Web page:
Adam and I started working together when we contributed to the Jain et al. 2018 Nature Biotech paper2 , which first introduced the ultralong protocol. It was remarkable, we were starting to routinely produce reads that were greater than 100kb that were useful in closing some of the remaining gaps that were in hg38. Also, at that same time, I was leading an effort at Santa Cruz aimed to close a satellite array, or centromeric gap, on the Y chromosome. I think that those two papers coming out -- demonstrating the feasibility of generating ultra long reads and the potential to close larger gaps -- served as the signal that the T2T consortium needed to happen.
Of course, we didn't call it T2T at the time. It was a small group trying to identify the best, karyotypically stable CHM cell line and develop protocols to ramp up ultra-long sequencing. Ultimately, for our T2TX paper, we released close to 100 MinION ultra-long runs. It was a real tour de force with the NIH sequencing core at the beginning.
At first, we were aiming to complete one chromosome. The big announcement of the T2T project, in my mind, was at the AGBT conference where Adam stood up and said: hey this is the T2T consortium and we've completed the first human chromosome end-to-end.
In thinking about this effort could you contrast this with the previous technology for the original reference genome and what made it infeasible for this type of project?
In the past we were building genomes using Sanger reads. We built the T2T assembly using HiFi reads, which have an equivalent base-level accuracy with Sanger reads. The two key differences are the length of the reads and that Sanger reads required a cloning step. You had to partially digest the sequence and propagate a circular vector in bacteria. Some sequences were fine with cloning, and others were not. As a result there were cloning biases, and certain satellite sequences that were not cloned or sequenced as efficiently as the rest of the genome.
Even if you were able to sequence the satellites completely, due to being so repetitive, they were very difficult to assemble correctly using short reads. Sanger reads are about 1kb and that is not long enough to confidently span unique makers, or sites useful to predict the true linear ordering of the repeats. Illumina reads, although high in quality again, were even shorter and really failed to span these markers. So ultimately, we found using long reads, capable of confidently reporting and spanning unique sites, were critical to resolve these super repeat rich regions.
Looking back at some of the efforts of genome assembly without long reads is impressive. It was a herculean effort!
In ten years, people will look back at what the T2T consortium did, and also think “that's crazy!” It will be so much easier in the future. Once we can get to high fidelity Megabase reads, this challenge can be greatly simplified. Even when we think about extending this challenge to diploids. I've built my career trying to put together maps of satellite DNA and if technology keeps moving this way, I bet that in 10 years time my daughter will be sequencing and assembling human satellites for a school science project.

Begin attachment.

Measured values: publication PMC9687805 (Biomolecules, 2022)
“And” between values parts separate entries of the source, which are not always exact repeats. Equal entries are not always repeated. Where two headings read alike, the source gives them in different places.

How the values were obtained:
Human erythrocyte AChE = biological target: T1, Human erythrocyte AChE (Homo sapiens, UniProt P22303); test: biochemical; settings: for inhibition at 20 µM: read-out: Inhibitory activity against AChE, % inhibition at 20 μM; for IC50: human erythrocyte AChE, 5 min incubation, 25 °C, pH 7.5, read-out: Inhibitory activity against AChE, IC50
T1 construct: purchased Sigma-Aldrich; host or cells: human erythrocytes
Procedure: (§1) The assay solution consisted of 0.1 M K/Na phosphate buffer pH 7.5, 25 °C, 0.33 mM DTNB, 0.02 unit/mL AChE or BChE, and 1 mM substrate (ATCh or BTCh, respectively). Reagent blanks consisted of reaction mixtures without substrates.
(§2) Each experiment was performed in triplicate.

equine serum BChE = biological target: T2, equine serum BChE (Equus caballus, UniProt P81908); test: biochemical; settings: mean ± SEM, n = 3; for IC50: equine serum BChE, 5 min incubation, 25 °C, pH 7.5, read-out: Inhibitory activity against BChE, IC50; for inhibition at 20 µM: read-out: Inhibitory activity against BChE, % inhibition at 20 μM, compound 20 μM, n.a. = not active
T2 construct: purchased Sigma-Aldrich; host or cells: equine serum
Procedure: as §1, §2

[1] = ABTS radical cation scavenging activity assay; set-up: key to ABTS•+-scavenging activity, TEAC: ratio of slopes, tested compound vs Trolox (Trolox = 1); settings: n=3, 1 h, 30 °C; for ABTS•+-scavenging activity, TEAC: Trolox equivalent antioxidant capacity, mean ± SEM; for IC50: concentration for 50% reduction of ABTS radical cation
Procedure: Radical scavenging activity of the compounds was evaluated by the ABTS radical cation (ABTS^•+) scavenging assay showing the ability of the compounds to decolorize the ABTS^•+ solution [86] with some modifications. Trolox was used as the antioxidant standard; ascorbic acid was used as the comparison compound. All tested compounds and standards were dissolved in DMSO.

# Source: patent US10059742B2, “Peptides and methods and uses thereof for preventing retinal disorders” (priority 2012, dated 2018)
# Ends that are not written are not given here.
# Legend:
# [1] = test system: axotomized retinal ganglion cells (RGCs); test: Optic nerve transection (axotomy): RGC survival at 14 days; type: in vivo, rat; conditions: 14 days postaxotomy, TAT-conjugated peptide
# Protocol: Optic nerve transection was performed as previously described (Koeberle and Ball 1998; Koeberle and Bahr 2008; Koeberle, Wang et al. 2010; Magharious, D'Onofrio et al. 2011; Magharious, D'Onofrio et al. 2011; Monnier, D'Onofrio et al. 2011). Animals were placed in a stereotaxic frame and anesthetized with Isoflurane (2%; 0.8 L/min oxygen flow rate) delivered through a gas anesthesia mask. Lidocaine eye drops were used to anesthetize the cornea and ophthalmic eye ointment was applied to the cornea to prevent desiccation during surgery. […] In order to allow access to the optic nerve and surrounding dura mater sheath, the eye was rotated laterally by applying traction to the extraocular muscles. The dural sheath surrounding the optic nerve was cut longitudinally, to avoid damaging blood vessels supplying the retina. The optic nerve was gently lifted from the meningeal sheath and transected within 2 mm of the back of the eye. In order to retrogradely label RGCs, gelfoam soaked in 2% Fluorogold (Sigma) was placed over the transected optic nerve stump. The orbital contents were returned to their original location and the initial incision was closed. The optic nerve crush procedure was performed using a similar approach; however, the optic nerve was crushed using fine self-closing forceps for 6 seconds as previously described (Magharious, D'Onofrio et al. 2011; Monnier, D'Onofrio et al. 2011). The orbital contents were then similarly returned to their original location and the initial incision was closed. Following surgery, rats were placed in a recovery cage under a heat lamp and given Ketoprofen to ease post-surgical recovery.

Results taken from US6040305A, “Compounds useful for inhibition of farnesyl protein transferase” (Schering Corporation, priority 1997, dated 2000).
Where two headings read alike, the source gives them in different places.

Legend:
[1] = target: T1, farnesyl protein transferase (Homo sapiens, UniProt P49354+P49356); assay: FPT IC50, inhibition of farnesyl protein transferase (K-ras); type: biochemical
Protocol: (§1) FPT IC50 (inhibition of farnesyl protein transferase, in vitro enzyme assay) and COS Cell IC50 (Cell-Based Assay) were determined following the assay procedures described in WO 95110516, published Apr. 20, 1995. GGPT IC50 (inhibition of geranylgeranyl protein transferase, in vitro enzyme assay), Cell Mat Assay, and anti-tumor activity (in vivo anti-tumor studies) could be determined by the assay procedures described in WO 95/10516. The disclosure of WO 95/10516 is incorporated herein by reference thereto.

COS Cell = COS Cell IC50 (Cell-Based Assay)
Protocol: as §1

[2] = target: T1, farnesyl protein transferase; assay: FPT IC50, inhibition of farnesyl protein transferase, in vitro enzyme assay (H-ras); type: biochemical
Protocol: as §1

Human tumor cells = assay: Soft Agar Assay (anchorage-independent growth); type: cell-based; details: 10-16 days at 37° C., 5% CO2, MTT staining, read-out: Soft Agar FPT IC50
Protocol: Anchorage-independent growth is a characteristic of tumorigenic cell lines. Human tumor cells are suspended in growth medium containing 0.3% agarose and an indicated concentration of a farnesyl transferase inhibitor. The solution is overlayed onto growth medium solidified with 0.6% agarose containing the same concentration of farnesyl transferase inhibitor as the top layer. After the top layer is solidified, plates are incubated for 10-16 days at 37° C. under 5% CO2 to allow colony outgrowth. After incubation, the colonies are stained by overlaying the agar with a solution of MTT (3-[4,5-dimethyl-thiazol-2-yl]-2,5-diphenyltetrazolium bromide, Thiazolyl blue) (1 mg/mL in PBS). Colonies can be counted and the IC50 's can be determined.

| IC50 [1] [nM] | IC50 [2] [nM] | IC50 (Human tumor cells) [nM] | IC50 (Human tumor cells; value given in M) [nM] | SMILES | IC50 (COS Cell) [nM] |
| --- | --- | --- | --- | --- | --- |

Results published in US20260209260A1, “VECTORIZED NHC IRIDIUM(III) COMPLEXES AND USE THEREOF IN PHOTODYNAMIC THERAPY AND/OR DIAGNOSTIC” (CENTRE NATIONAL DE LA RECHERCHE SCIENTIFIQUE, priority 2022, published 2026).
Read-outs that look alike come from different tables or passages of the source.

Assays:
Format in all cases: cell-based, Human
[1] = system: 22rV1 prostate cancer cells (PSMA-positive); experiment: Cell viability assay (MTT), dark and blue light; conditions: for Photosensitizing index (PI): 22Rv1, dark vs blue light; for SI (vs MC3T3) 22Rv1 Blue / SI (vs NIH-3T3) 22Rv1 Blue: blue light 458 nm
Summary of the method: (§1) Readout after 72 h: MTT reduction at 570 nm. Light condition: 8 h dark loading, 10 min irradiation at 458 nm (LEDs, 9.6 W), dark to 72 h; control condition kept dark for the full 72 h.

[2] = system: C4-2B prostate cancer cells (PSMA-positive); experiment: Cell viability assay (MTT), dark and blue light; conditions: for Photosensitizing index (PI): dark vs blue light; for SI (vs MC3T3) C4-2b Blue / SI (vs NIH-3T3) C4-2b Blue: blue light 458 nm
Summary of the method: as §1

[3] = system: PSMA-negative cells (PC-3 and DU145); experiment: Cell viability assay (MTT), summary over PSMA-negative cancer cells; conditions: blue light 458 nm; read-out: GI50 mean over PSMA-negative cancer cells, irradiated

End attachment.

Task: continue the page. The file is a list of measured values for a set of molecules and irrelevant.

So far we've talked about the importance of the sequencing technology. I'm a programmer, and was really happy about the fact that it was all available on Github. This was also a testament to the open nature of T2T. Could you talk about that aspect of the vision for the project?
A lot of the heavy lifting took place during a pandemic. It is a virtual community. Most of us have never met in person. To be honest, there is no grant supporting this either. I am proud of our commitment to open data sharing. As soon as data are sufficiently checked for quality, we are ready to share with the public. The second that we have an assembly that we think is okay, we upload and share openly without restrictions. Admittedly, when we were first releasing our T2T X chromosome, there was a region that we were unsure about on the centromere region. We went ahead and made it versioned and live.
It was a gift because we had researchers from Evan Eichler's team, Mitchell Vollger who had flagged a couple of the regions on X for improvement when he was mapping and studying coverage plots of HiFi data. We also had collaborators like Andrey Bzikadze from Pavel Pevzner's group benchmark against our released X to develop new methods for automated satellite assembly, using centroFlye, and Alla Mikheenko released new methods to evaluate the accuracy of assembled tandem repeats. We were thrilled!
All of sudden it was not about protecting our resources, we saw it more as building a community and improving our work. I give huge credit to Adam Phillippy and his team by leading by positive example and emphasizing the development of tools, workflows, and datasets that are open, accessible and reproducible. That is also echoed by our use of preprints. Even though we aren't making definitive claims right now, because we are still waiting for peer review, it was the best way for us to provide an early community release of a complete genome -- one that we thought was ready for public review -- out to the community. If we get feedback, we will welcome it and incorporate it.